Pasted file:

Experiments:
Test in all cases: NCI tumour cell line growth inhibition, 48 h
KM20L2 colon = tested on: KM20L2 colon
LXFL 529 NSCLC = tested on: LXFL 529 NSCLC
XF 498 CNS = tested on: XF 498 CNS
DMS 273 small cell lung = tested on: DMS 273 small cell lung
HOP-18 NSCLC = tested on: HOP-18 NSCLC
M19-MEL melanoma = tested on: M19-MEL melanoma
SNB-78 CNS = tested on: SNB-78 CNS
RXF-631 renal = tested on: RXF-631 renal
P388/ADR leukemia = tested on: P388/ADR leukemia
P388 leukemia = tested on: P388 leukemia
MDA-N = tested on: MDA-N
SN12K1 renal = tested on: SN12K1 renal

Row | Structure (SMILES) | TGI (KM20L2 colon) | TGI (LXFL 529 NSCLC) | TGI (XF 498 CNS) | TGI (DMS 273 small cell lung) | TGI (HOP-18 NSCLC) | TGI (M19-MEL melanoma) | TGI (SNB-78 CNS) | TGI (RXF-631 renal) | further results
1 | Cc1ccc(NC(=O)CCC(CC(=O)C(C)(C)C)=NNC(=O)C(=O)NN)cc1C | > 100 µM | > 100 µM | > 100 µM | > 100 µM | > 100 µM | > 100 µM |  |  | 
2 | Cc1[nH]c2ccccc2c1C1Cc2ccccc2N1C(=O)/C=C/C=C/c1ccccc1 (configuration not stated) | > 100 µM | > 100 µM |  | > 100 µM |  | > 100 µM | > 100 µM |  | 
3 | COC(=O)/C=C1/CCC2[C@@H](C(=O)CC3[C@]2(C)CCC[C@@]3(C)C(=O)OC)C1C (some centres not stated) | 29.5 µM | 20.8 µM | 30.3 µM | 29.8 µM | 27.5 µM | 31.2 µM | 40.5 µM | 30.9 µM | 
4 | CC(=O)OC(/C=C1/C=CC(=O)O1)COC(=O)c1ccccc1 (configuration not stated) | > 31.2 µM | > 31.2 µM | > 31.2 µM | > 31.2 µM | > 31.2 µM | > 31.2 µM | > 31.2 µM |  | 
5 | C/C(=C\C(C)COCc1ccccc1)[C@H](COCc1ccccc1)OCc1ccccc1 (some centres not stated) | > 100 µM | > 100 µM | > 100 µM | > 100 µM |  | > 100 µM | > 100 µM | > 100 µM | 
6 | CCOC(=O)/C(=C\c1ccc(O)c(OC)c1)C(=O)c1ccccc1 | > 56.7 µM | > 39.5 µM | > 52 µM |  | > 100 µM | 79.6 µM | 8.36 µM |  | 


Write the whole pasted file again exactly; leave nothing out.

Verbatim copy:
Experiments:
Test in all cases: NCI tumour cell line growth inhibition, 48 h
KM20L2 colon = tested on: KM20L2 colon
LXFL 529 NSCLC = tested on: LXFL 529 NSCLC
XF 498 CNS = tested on: XF 498 CNS
DMS 273 small cell lung = tested on: DMS 273 small cell lung
HOP-18 NSCLC = tested on: HOP-18 NSCLC
M19-MEL melanoma = tested on: M19-MEL melanoma
SNB-78 CNS = tested on: SNB-78 CNS
RXF-631 renal = tested on: RXF-631 renal
P388/ADR leukemia = tested on: P388/ADR leukemia
P388 leukemia = tested on: P388 leukemia
MDA-N = tested on: MDA-N
SN12K1 renal = tested on: SN12K1 renal

Row | Structure (SMILES) | TGI (KM20L2 colon) | TGI (LXFL 529 NSCLC) | TGI (XF 498 CNS) | TGI (DMS 273 small cell lung) | TGI (HOP-18 NSCLC) | TGI (M19-MEL melanoma) | TGI (SNB-78 CNS) | TGI (RXF-631 renal) | further results
1 | Cc1ccc(NC(=O)CCC(CC(=O)C(C)(C)C)=NNC(=O)C(=O)NN)cc1C | > 100 µM | > 100 µM | > 100 µM | > 100 µM | > 100 µM | > 100 µM |  |  | 
2 | Cc1[nH]c2ccccc2c1C1Cc2ccccc2N1C(=O)/C=C/C=C/c1ccccc1 (configuration not stated) | > 100 µM | > 100 µM |  | > 100 µM |  | > 100 µM | > 100 µM |  | 
3 | COC(=O)/C=C1/CCC2[C@@H](C(=O)CC3[C@]2(C)CCC[C@@]3(C)C(=O)OC)C1C (some centres not stated) | 29.5 µM | 20.8 µM | 30.3 µM | 29.8 µM | 27.5 µM | 31.2 µM | 40.5 µM | 30.9 µM | 
4 | CC(=O)OC(/C=C1/C=CC(=O)O1)COC(=O)c1ccccc1 (configuration not stated) | > 31.2 µM | > 31.2 µM | > 31.2 µM | > 31.2 µM | > 31.2 µM | > 31.2 µM | > 31.2 µM |  | 
5 | C/C(=C\C(C)COCc1ccccc1)[C@H](COCc1ccccc1)OCc1ccccc1 (some centres not stated) | > 100 µM | > 100 µM | > 100 µM | > 100 µM |  | > 100 µM | > 100 µM | > 100 µM | 
6 | CCOC(=O)/C(=C\c1ccc(O)c(OC)c1)C(=O)c1ccccc1 | > 56.7 µM | > 39.5 µM | > 52 µM |  | > 100 µM | 79.6 µM | 8.36 µM |  | 